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Mayor says he’s ‘not in this alone’, relys on others in community for advice on matters

HUTCHINS
HUTCHINS

He was mayor pro tem when the sewer system and every septic tank in town had to be replaced.

“That was something nobody wanted and somebody had to see to it,” Linden Mayor Dave Hutchins says of the day the keys to city hall landed in his lap. “I said I’d step up to the plate and do what I could.” Hutchins was elected mayor in the next election, and has been mayor for two years. “I have great people to work with,” he said. “We have good relationships and great attitudes. So I’m not in this alone.

“I count on others for help and advice. Some people call me Mr. Mayor, but I tell them, ‘Just call me Dave.’”

Before the city council votes, Hutchins asks each member for an opinion.

“Somebody might have a better plan, and we need to weigh things out,” he added.

The city hall roof is a classic example. The plan was to have it repaired. One member pointed out that it might be more cost efficient to replace the roof. “And she was right,” Hutchins said. “Now, instead of patches, our city hall has a new roof.” Linden, population 220, is nestled among rolling farm-land about 40 miles west of Des Moines, just miles from the west edge of Dallas County. “It really is a small community, where you know everybody,” he said. “That’s nice; there’s always a helping hand. This is a peaceful, quiet place.” That is not to say it is a boring place. Linden’s city park has a new playground for the children. The library is a focal point, with reading programs and related activities for children and adults. There are several successful independent businesses.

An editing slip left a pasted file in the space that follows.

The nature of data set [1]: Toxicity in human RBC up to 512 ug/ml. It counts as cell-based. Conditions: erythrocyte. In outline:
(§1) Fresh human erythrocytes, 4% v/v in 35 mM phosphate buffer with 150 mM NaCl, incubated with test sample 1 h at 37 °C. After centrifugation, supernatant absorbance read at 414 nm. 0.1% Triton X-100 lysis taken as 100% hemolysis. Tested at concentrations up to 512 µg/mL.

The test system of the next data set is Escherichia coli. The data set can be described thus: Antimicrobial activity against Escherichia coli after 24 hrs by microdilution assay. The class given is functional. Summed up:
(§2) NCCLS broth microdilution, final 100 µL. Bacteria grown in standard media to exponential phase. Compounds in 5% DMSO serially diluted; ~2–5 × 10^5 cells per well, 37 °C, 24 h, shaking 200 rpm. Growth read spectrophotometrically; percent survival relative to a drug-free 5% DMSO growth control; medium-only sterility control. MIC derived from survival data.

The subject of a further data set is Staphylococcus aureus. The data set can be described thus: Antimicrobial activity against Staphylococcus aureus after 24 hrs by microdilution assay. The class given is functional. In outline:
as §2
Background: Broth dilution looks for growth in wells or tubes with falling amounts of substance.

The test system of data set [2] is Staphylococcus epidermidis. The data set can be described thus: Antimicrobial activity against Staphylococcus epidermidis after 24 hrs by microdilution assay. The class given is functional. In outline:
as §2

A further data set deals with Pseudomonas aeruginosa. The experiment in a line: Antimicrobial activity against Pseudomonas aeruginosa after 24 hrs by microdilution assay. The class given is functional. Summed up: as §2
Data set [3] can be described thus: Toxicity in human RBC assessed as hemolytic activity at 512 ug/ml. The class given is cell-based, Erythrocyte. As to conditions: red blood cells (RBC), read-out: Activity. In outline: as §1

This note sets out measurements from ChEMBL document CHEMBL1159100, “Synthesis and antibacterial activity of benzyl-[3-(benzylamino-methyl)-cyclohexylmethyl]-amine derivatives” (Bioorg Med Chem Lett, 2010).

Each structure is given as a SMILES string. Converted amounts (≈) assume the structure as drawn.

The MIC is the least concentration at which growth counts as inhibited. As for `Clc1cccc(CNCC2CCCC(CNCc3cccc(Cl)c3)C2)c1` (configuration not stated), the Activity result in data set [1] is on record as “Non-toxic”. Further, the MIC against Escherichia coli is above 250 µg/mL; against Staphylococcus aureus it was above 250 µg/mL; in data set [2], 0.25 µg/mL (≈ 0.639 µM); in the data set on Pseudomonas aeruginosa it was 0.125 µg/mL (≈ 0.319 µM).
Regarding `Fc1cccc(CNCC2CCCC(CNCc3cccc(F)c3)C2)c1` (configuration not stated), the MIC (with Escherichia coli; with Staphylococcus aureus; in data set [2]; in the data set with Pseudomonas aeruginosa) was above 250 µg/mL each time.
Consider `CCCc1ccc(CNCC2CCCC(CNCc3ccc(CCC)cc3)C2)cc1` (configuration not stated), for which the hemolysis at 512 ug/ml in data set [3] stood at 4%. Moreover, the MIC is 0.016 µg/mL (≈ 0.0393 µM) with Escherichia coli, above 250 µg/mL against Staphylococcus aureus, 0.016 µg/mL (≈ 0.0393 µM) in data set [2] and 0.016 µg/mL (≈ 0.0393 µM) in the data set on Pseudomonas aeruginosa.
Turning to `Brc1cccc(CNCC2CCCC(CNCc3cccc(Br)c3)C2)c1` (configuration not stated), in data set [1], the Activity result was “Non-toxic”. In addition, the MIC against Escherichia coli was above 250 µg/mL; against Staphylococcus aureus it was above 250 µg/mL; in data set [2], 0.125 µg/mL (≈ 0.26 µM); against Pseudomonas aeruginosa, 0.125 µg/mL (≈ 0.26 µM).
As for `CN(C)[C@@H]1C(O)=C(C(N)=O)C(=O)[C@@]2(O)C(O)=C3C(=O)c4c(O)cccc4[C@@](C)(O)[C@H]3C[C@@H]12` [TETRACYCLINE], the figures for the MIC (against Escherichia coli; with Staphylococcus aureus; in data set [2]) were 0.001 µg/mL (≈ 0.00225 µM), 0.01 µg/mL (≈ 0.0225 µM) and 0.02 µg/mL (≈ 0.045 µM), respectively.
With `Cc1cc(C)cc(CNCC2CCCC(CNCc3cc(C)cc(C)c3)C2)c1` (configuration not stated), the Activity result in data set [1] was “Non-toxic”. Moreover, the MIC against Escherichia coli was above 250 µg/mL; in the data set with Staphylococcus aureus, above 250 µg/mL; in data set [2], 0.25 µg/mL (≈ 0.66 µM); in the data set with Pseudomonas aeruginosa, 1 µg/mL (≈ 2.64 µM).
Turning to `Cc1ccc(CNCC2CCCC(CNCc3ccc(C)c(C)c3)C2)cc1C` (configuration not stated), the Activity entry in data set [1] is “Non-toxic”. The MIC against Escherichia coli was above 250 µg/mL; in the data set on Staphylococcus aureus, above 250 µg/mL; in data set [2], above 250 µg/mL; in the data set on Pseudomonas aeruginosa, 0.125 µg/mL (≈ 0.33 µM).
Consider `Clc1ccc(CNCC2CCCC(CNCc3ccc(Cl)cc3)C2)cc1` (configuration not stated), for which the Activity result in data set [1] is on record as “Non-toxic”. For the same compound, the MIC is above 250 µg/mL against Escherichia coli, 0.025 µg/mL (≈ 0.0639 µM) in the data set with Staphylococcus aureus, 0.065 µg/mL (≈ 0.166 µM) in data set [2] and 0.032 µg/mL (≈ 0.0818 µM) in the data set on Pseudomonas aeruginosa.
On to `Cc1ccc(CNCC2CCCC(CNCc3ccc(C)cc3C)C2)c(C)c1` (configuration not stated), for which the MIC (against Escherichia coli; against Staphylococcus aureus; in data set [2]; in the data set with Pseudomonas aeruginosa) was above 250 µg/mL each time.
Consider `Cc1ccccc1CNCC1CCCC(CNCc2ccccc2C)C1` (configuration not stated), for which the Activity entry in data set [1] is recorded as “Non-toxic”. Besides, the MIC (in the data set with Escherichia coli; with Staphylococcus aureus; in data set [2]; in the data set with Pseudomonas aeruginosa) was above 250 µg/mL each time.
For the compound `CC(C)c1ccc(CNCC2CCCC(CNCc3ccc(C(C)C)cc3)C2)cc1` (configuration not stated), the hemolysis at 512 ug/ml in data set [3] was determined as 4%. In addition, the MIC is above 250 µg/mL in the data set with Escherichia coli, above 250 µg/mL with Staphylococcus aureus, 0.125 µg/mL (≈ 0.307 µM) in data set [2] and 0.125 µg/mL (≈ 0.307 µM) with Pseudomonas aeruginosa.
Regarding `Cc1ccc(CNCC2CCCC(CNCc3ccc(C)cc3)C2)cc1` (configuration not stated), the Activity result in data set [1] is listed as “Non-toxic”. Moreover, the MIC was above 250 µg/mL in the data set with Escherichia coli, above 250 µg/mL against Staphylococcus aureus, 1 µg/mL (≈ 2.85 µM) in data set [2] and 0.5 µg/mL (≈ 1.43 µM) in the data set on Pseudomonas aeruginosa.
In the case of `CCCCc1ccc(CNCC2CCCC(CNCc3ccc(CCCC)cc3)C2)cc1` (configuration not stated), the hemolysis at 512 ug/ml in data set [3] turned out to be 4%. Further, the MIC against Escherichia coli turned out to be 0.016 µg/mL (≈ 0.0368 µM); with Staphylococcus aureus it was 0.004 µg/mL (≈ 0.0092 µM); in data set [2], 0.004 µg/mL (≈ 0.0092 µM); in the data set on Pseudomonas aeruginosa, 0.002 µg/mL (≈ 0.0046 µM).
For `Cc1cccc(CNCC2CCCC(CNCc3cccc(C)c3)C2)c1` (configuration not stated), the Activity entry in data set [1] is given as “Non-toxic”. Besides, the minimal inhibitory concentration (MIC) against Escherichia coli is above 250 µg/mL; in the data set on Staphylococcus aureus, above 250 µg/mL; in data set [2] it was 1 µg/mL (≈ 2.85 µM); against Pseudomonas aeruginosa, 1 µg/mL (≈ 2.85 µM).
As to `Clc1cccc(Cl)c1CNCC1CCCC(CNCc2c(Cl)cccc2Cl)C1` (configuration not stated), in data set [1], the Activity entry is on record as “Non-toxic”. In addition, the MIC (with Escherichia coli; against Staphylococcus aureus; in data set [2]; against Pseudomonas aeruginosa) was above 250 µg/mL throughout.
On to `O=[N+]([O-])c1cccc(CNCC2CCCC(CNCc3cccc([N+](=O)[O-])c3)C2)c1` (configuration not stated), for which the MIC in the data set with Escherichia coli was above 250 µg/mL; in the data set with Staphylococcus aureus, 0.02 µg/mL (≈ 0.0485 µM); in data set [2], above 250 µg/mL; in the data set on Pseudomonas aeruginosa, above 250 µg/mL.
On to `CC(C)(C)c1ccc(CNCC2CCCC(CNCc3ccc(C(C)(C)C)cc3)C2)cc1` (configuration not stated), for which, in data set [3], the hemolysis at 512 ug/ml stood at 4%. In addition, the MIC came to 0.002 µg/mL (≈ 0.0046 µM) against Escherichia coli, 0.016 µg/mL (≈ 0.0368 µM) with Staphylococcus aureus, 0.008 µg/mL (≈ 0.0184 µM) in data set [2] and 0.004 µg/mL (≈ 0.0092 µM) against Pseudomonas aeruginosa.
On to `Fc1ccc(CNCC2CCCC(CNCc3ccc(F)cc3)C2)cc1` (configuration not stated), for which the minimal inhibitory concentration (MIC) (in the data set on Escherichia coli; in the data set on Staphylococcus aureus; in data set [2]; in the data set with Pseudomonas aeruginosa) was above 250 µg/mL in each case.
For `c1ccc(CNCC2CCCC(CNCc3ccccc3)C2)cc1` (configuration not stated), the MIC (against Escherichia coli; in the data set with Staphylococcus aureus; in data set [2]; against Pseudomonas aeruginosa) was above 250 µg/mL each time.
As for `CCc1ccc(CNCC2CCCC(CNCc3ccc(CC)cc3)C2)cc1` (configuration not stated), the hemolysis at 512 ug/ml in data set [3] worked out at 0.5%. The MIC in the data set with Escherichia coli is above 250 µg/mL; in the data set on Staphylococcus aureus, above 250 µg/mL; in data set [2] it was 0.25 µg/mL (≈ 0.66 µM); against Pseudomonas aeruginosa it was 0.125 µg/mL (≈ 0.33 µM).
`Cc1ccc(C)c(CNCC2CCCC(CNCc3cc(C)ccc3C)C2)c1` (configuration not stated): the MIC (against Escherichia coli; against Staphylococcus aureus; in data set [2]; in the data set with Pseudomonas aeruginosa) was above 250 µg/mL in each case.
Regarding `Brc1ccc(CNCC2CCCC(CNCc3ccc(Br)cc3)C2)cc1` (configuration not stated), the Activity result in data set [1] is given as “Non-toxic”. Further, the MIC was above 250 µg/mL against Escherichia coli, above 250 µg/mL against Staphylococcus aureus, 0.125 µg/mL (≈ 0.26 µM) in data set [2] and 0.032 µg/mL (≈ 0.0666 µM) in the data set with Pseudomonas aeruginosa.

The river offers recreation and respite. The Raccoon River Valley Trail loop goes through town. In fact, the trail’s highest point is in Linden.

The ball park, once home to the semi-pro team Linden Merchants, hosts annual tournaments and countless Little League games. Everybody pulls together to make Linden Days happen. Citizens work at the concession stand, church members bake and sell pies, and the Lions Club raises funds. At this year’s annual Linden Days, the city re-dedicated the Firemen’s Bell, once pulled by horses driven by volunteer fire fighters and now a Linden landmark. “We had a veteran ring the bell seven times, because the words ‘Liberty’ and ‘Freedom’ both have seven letters,” Hutchins said. “We hadn’t heard that bell ring ever in our time. The ringing of that bell gave us chills.” Next year, visitors to Linden Days will note a fitting sign for the iconic ball field.

“It’s everybody’s dream to play ball,” Hutchins said. “Our sign will say ‘Linden’s Field of Dreams.’ Who knows what kind of dream it will inspire?”

Indeed Linden is ripe for dreams. With buildings and land ready for development, well-priced lots waiting for new homes, taxes that are a fraction of larger cities and tax breaks for new businesses and homes, this is a great time to locate in Linden.

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